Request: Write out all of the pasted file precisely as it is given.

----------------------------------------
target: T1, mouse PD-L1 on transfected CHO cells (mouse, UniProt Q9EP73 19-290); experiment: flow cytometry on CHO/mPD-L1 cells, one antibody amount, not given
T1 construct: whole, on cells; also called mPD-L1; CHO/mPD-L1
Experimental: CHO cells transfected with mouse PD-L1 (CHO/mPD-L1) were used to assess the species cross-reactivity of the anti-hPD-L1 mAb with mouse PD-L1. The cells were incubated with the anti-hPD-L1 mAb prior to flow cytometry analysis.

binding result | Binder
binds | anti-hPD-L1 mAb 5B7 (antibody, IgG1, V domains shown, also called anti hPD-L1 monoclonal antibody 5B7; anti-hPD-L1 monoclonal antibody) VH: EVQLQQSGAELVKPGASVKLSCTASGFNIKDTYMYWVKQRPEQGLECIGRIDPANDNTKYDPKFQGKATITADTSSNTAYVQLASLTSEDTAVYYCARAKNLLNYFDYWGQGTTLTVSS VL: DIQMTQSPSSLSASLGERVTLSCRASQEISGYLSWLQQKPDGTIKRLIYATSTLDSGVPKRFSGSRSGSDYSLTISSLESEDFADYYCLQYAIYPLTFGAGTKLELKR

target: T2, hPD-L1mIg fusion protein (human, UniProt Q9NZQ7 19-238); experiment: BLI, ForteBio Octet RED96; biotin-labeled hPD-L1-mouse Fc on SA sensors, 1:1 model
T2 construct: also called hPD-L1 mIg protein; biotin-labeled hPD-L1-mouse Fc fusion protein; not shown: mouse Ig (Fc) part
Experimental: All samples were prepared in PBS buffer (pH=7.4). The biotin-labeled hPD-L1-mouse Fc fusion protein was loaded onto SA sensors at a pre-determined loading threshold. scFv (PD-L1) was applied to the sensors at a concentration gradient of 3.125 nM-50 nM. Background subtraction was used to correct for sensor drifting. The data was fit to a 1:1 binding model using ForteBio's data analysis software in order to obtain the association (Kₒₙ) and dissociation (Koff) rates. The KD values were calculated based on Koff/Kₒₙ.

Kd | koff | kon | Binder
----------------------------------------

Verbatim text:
target: T1, mouse PD-L1 on transfected CHO cells (mouse, UniProt Q9EP73 19-290); experiment: flow cytometry on CHO/mPD-L1 cells, one antibody amount, not given
T1 construct: whole, on cells; also called mPD-L1; CHO/mPD-L1
Experimental: CHO cells transfected with mouse PD-L1 (CHO/mPD-L1) were used to assess the species cross-reactivity of the anti-hPD-L1 mAb with mouse PD-L1. The cells were incubated with the anti-hPD-L1 mAb prior to flow cytometry analysis.

binding result | Binder
binds | anti-hPD-L1 mAb 5B7 (antibody, IgG1, V domains shown, also called anti hPD-L1 monoclonal antibody 5B7; anti-hPD-L1 monoclonal antibody) VH: EVQLQQSGAELVKPGASVKLSCTASGFNIKDTYMYWVKQRPEQGLECIGRIDPANDNTKYDPKFQGKATITADTSSNTAYVQLASLTSEDTAVYYCARAKNLLNYFDYWGQGTTLTVSS VL: DIQMTQSPSSLSASLGERVTLSCRASQEISGYLSWLQQKPDGTIKRLIYATSTLDSGVPKRFSGSRSGSDYSLTISSLESEDFADYYCLQYAIYPLTFGAGTKLELKR

target: T2, hPD-L1mIg fusion protein (human, UniProt Q9NZQ7 19-238); experiment: BLI, ForteBio Octet RED96; biotin-labeled hPD-L1-mouse Fc on SA sensors, 1:1 model
T2 construct: also called hPD-L1 mIg protein; biotin-labeled hPD-L1-mouse Fc fusion protein; not shown: mouse Ig (Fc) part
Experimental: All samples were prepared in PBS buffer (pH=7.4). The biotin-labeled hPD-L1-mouse Fc fusion protein was loaded onto SA sensors at a pre-determined loading threshold. scFv (PD-L1) was applied to the sensors at a concentration gradient of 3.125 nM-50 nM. Background subtraction was used to correct for sensor drifting. The data was fit to a 1:1 binding model using ForteBio's data analysis software in order to obtain the association (Kₒₙ) and dissociation (Koff) rates. The KD values were calculated based on Koff/Kₒₙ.

Kd | koff | kon | Binder